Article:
All the sidewalks, benches, tables, etc., in the parks are gone, along with miles of sidewalk on the road to the Olympic stadium. Whole adult trees are planted using cranes, along with truckloads of bushes. Whole parks complete with landscaping materialize over a single weekend. They’ve even brought in bamboo to the park near our apartment (no word yet on any pandas ;) ). I made my own slogan in class this morning: 迎奥运,爱中国,要熊猫!(Welcome the Olympics, love China, want pandas)… the old boys club didn’t think it was funny. The sides of this 三轮车 say something like, “Welcome the Olympics, Establish national cleanliness; Adorn Hexi [district] beautiful scenery” (迎奥运创国卫, 扮河西美景).

Camping trip – migrant worker style
Migrant worker camps are everywhere, from right outside our stairwell to along the canal to the middle of neighbourhood sidewalks. I can’t imagine the size of the workforce needed to accomplish all projects currently underway in our area, but it’s no secret where these guys sleep. I did my homework this morning in the park, surrounded by workers tearing up the path, and they said that each green tent houses 20 guys. The sign in the middle of this migrant worker camp says, “Beautify the environment, welcome the Olympics” (美化环境迎接奥运).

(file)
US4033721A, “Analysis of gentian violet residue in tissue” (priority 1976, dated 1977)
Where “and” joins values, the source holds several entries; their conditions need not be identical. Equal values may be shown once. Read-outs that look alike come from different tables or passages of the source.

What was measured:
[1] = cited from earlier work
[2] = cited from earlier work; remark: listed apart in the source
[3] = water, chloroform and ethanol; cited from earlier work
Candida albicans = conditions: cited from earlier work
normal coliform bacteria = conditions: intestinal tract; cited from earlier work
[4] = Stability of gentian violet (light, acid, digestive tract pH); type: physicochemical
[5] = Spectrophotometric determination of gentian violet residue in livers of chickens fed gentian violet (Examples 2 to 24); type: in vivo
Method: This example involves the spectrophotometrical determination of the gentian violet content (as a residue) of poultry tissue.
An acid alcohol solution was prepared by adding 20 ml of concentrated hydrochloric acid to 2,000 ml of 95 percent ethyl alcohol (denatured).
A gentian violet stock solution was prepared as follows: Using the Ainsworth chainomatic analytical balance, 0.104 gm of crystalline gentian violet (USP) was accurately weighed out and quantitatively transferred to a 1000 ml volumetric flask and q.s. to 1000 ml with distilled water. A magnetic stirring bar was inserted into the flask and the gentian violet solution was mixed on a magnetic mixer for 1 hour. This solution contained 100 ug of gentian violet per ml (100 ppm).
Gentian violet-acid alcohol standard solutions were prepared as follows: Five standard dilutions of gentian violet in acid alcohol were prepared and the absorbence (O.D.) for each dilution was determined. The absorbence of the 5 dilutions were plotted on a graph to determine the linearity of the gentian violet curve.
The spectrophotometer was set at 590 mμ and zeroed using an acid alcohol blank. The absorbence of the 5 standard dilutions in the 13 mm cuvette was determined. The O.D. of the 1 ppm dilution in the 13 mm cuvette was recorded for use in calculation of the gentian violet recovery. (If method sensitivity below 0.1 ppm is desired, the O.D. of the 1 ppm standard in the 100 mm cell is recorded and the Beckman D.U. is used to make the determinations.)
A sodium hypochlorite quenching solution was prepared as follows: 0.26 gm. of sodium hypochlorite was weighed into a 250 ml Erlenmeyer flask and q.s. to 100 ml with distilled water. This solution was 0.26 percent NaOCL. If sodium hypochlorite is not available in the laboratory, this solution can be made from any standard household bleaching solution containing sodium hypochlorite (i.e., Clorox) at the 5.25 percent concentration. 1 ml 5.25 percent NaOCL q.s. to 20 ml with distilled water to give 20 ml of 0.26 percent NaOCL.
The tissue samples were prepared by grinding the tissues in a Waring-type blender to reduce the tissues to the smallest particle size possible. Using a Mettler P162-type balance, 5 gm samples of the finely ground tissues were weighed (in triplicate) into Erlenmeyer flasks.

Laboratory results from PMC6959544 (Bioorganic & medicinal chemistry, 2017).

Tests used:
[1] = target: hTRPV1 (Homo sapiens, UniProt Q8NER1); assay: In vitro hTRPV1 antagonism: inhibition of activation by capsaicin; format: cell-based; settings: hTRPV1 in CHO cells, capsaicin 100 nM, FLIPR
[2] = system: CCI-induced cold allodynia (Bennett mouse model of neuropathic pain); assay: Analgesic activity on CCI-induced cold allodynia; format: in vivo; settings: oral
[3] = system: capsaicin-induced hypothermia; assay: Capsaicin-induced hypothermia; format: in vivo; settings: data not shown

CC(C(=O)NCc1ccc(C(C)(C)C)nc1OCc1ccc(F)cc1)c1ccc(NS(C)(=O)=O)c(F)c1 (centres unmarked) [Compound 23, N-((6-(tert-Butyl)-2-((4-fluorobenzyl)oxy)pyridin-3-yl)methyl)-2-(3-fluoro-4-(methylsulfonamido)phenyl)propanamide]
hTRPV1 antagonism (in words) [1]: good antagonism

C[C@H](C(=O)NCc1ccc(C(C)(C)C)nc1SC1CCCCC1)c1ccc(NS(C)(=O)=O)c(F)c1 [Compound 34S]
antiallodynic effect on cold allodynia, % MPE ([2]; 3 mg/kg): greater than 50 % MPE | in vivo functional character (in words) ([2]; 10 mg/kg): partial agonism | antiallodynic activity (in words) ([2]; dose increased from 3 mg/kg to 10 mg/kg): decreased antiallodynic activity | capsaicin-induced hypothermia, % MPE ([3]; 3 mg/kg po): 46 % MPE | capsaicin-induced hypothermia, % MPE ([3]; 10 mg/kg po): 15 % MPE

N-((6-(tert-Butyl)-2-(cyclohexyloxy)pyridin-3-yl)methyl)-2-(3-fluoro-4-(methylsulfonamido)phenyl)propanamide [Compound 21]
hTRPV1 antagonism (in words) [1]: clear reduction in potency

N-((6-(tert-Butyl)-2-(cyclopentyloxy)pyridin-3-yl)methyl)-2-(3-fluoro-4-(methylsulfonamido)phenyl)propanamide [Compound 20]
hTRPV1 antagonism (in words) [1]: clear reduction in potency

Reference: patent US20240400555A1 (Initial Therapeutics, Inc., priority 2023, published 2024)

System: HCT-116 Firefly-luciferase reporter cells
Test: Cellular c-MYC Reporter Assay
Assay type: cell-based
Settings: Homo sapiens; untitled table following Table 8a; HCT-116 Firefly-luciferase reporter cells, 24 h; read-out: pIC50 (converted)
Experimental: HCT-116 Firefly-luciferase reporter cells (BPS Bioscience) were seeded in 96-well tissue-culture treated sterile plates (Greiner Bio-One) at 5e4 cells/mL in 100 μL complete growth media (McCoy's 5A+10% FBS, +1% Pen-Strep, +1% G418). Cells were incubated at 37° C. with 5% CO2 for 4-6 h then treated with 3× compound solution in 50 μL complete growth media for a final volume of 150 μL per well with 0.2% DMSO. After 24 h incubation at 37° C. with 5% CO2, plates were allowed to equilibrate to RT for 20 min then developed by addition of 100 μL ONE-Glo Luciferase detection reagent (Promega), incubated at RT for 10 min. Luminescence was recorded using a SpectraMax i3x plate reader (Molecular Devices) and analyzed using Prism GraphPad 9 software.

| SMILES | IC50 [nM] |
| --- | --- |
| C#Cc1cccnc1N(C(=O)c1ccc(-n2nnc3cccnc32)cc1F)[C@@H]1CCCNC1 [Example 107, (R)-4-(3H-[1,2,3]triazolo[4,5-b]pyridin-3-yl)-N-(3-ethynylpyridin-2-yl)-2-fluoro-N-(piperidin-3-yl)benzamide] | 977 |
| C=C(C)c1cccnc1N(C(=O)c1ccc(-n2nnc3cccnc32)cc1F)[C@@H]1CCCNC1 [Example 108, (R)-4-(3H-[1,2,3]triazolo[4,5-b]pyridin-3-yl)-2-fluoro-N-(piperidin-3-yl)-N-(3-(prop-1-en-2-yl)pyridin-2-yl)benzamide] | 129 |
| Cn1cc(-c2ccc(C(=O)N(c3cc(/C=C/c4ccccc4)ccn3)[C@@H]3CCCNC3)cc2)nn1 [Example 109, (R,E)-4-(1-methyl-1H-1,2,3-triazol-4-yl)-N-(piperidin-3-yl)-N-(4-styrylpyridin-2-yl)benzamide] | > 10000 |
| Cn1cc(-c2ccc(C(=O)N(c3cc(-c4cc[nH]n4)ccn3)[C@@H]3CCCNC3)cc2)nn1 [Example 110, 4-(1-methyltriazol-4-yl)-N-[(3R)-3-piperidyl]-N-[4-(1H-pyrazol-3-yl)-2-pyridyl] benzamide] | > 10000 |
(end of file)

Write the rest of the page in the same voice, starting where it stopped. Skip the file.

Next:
Hey, where are you going with my lunch?
They’ve cleared away most of the neighbourhood street markets, bike repairmen, and street vendors (in select areas designated for Olympic-related traffic). This jiǎozi (饺子) stand hides behind a gate in an alley, just down the road from the fake church building. The bicycle repairman are keeping a lower profile in sidestreets now, and there aren’t as many of them. They don’t have to be completely out of sight, just out of the way and off the roads and main sidewalks. This particular stand’s jiǎozi are mediocre but tolerable (I know where to get worse, but that place is on my blacklist).